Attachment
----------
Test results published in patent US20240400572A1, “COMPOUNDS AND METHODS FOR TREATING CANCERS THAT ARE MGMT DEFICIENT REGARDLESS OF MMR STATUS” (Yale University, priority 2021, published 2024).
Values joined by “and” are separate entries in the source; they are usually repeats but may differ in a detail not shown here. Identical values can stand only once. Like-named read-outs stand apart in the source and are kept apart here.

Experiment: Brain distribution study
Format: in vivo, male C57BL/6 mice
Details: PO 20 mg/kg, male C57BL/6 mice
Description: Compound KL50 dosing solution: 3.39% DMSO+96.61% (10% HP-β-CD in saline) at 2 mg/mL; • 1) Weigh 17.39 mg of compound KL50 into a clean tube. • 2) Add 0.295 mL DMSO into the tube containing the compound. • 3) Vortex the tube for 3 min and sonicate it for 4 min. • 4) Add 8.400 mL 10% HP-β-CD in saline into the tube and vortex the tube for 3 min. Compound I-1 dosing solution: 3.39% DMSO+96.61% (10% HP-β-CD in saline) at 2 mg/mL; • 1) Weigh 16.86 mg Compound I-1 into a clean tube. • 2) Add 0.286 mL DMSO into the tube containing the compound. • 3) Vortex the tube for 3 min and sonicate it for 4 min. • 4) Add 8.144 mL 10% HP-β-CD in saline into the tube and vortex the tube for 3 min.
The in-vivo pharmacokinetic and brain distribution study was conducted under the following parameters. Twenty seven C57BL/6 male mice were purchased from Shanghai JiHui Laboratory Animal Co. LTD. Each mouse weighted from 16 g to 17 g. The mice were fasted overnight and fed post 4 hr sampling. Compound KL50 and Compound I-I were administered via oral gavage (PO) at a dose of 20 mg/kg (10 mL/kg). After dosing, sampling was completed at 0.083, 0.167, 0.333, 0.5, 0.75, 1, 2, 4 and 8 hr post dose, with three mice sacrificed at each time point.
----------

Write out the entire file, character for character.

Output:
Test results published in patent US20240400572A1, “COMPOUNDS AND METHODS FOR TREATING CANCERS THAT ARE MGMT DEFICIENT REGARDLESS OF MMR STATUS” (Yale University, priority 2021, published 2024).
Values joined by “and” are separate entries in the source; they are usually repeats but may differ in a detail not shown here. Identical values can stand only once. Like-named read-outs stand apart in the source and are kept apart here.

Experiment: Brain distribution study
Format: in vivo, male C57BL/6 mice
Details: PO 20 mg/kg, male C57BL/6 mice
Description: Compound KL50 dosing solution: 3.39% DMSO+96.61% (10% HP-β-CD in saline) at 2 mg/mL; • 1) Weigh 17.39 mg of compound KL50 into a clean tube. • 2) Add 0.295 mL DMSO into the tube containing the compound. • 3) Vortex the tube for 3 min and sonicate it for 4 min. • 4) Add 8.400 mL 10% HP-β-CD in saline into the tube and vortex the tube for 3 min. Compound I-1 dosing solution: 3.39% DMSO+96.61% (10% HP-β-CD in saline) at 2 mg/mL; • 1) Weigh 16.86 mg Compound I-1 into a clean tube. • 2) Add 0.286 mL DMSO into the tube containing the compound. • 3) Vortex the tube for 3 min and sonicate it for 4 min. • 4) Add 8.144 mL 10% HP-β-CD in saline into the tube and vortex the tube for 3 min.
The in-vivo pharmacokinetic and brain distribution study was conducted under the following parameters. Twenty seven C57BL/6 male mice were purchased from Shanghai JiHui Laboratory Animal Co. LTD. Each mouse weighted from 16 g to 17 g. The mice were fasted overnight and fed post 4 hr sampling. Compound KL50 and Compound I-I were administered via oral gavage (PO) at a dose of 20 mg/kg (10 mL/kg). After dosing, sampling was completed at 0.083, 0.167, 0.333, 0.5, 0.75, 1, 2, 4 and 8 hr post dose, with three mice sacrificed at each time point.